Police dispersed opponents of President Hugo Chavez's government on Saturday as thousands demonstrated both for and against an education law that critics fear will lead to political indoctrination in schools.
Officers fired tear gas, a water cannon and rubber bullets to scatter opposition marchers as they tried to break through a police barrier. Protesters including Miguel Rivero, a 43-year-old lawyer, said they requested but did not receive permission to march to the National Assembly.
"It's totally unjust," Rivero said, wiping tear gas from his eyes. "This repression is totally unnecessary."
Justice Minister Tareck El Aissami accused the protesters of "inciting violence" by throwing rocks and other objects at police.
Health authorities said they treated dozens of people for tear gas inhalation and at least 14 who were hit by rubber bullets or displayed other minor injuries. Interior Vice Minister Juan Francisco Romero said at least a dozen police were mildly injured.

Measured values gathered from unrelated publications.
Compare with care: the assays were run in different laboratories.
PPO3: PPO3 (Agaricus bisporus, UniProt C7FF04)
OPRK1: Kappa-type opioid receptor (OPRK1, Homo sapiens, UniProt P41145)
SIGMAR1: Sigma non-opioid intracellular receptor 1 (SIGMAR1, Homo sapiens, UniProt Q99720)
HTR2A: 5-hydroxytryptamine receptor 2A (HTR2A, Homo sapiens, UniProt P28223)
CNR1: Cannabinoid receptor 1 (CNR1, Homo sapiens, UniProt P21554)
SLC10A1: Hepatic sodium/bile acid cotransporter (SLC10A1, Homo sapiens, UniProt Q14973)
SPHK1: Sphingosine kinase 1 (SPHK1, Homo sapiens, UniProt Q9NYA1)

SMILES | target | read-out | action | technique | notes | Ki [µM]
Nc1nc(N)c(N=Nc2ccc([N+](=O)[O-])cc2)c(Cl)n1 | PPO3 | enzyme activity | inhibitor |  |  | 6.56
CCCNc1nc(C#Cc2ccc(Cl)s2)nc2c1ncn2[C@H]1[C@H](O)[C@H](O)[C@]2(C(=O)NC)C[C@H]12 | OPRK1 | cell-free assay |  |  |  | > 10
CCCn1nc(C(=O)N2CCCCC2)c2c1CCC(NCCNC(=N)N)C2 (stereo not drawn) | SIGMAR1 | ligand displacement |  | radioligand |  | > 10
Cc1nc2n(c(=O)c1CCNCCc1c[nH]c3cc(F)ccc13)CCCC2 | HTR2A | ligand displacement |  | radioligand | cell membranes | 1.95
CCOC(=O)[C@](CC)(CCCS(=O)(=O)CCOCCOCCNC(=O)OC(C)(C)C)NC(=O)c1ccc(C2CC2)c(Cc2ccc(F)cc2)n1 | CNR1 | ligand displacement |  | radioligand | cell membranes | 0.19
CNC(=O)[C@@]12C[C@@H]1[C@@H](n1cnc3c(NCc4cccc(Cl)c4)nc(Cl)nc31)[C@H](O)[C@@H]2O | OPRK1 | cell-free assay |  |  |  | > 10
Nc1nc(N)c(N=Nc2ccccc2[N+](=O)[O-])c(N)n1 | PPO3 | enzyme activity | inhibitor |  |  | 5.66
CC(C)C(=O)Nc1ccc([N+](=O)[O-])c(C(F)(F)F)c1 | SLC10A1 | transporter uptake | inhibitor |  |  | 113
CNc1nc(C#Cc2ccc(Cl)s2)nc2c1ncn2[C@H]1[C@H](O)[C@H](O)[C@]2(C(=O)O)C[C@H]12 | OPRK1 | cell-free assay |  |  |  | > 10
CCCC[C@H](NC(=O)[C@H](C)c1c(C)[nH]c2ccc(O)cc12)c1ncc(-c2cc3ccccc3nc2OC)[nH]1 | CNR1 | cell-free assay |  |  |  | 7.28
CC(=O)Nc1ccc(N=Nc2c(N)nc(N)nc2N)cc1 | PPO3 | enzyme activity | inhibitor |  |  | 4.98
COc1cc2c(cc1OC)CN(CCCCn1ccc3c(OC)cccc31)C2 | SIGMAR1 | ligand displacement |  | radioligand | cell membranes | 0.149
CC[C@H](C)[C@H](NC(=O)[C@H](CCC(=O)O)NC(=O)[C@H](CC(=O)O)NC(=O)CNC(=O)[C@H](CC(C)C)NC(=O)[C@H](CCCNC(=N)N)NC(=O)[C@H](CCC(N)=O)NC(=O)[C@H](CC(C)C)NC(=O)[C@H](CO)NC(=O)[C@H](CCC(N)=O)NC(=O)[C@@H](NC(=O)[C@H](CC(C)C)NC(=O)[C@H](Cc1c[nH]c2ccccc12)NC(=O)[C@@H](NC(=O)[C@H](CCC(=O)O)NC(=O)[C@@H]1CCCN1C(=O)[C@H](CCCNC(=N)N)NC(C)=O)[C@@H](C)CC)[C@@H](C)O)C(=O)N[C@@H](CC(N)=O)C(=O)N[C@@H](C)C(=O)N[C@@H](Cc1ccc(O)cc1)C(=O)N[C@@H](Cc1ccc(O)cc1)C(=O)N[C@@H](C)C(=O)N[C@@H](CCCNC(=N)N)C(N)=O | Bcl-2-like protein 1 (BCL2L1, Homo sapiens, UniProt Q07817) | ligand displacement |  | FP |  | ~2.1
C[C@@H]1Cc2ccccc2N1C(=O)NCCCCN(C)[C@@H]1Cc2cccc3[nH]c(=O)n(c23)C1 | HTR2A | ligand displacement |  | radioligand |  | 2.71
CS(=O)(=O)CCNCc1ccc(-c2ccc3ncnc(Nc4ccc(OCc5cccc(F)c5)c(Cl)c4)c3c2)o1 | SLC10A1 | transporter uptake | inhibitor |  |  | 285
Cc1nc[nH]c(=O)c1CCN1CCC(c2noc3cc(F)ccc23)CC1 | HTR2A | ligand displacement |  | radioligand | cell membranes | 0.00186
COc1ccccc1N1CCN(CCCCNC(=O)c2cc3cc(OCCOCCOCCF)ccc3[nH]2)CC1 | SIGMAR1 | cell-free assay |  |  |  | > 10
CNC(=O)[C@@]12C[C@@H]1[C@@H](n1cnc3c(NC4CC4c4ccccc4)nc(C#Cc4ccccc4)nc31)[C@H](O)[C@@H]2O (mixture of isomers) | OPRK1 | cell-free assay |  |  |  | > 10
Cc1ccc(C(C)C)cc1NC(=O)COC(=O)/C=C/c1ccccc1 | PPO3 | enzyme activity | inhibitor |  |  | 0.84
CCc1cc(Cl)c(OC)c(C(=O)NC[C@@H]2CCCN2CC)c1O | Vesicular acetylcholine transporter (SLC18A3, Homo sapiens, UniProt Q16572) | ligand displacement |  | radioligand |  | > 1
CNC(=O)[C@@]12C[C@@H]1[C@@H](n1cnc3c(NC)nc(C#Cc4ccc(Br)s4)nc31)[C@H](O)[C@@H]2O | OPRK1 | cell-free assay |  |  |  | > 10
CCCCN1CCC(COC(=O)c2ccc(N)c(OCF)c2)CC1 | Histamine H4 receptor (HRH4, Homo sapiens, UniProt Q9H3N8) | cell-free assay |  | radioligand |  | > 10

'The Bolivarian Doctrine'
The law approved by the largely pro-Chavez National Assembly last week orders schools to base curricula on "the Bolivarian Doctrine" — a reference to ideals espoused by 19th-century independence hero Simon Bolivar, such as national self-determination and Latin American unity.
Critics are quick to note that Chavez uses the term "Bolivarian" to describe his political movement, and some believe his socialist government intends to win over hearts and minds through classroom indoctrination.
Chavez says the law is necessary to change Venezuela's "bourgeois" educational system.
"This is political, nothing more," said Nancy Gonzalez, a 54-year-old retired education professor, adding that the law's vague language leaves many articles open to interpretation.
Pro-government legislators deny the law aims at political indoctrination.
Government supporter Adriana Lombardi — one of thousands who marched peacefully across town in favor of the measure — said she believes the law will mean her 3-year-old son will gain an improved understanding of Venezuelan history.
"This is our identity, where we come from," she said. "It's important, it's fundamental."